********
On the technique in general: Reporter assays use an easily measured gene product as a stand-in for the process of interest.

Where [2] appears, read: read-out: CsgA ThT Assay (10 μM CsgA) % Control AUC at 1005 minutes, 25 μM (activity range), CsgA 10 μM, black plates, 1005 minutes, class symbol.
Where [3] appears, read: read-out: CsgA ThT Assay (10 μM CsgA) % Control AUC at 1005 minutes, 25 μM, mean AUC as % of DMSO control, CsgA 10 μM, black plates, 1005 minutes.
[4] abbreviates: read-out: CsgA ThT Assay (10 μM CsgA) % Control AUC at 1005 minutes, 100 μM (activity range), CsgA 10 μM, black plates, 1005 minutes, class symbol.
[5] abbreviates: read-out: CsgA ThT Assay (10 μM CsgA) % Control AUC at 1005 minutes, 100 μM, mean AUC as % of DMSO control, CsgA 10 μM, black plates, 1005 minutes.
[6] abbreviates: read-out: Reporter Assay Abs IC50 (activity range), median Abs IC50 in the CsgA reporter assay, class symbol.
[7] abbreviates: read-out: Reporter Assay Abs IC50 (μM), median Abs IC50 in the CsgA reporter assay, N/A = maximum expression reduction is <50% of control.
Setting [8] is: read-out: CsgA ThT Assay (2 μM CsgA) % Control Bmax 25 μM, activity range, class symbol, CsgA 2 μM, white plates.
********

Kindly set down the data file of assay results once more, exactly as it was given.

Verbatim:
On the technique in general: Reporter assays use an easily measured gene product as a stand-in for the process of interest.

Where [2] appears, read: read-out: CsgA ThT Assay (10 μM CsgA) % Control AUC at 1005 minutes, 25 μM (activity range), CsgA 10 μM, black plates, 1005 minutes, class symbol.
Where [3] appears, read: read-out: CsgA ThT Assay (10 μM CsgA) % Control AUC at 1005 minutes, 25 μM, mean AUC as % of DMSO control, CsgA 10 μM, black plates, 1005 minutes.
[4] abbreviates: read-out: CsgA ThT Assay (10 μM CsgA) % Control AUC at 1005 minutes, 100 μM (activity range), CsgA 10 μM, black plates, 1005 minutes, class symbol.
[5] abbreviates: read-out: CsgA ThT Assay (10 μM CsgA) % Control AUC at 1005 minutes, 100 μM, mean AUC as % of DMSO control, CsgA 10 μM, black plates, 1005 minutes.
[6] abbreviates: read-out: Reporter Assay Abs IC50 (activity range), median Abs IC50 in the CsgA reporter assay, class symbol.
[7] abbreviates: read-out: Reporter Assay Abs IC50 (μM), median Abs IC50 in the CsgA reporter assay, N/A = maximum expression reduction is <50% of control.
Setting [8] is: read-out: CsgA ThT Assay (2 μM CsgA) % Control Bmax 25 μM, activity range, class symbol, CsgA 2 μM, white plates.